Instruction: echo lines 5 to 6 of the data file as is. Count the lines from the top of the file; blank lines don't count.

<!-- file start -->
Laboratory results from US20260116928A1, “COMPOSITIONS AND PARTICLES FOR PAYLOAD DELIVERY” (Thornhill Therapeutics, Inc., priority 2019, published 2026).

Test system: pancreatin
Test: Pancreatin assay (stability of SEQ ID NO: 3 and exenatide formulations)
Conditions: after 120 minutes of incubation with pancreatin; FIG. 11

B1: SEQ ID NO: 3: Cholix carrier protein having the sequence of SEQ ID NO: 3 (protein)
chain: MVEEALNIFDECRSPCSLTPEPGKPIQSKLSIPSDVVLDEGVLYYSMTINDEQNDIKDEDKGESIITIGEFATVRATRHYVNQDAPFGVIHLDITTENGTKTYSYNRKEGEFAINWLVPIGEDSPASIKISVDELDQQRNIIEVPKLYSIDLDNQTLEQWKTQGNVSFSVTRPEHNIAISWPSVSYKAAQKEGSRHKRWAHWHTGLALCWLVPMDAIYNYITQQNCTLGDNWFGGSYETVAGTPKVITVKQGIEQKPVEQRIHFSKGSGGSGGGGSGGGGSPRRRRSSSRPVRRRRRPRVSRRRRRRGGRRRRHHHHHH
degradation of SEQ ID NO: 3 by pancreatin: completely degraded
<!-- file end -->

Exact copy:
B1: SEQ ID NO: 3: Cholix carrier protein having the sequence of SEQ ID NO: 3 (protein)
chain: MVEEALNIFDECRSPCSLTPEPGKPIQSKLSIPSDVVLDEGVLYYSMTINDEQNDIKDEDKGESIITIGEFATVRATRHYVNQDAPFGVIHLDITTENGTKTYSYNRKEGEFAINWLVPIGEDSPASIKISVDELDQQRNIIEVPKLYSIDLDNQTLEQWKTQGNVSFSVTRPEHNIAISWPSVSYKAAQKEGSRHKRWAHWHTGLALCWLVPMDAIYNYITQQNCTLGDNWFGGSYETVAGTPKVITVKQGIEQKPVEQRIHFSKGSGGSGGGGSGGGGSPRRRRSSSRPVRRRRRPRVSRRRRRRGGRRRRHHHHHH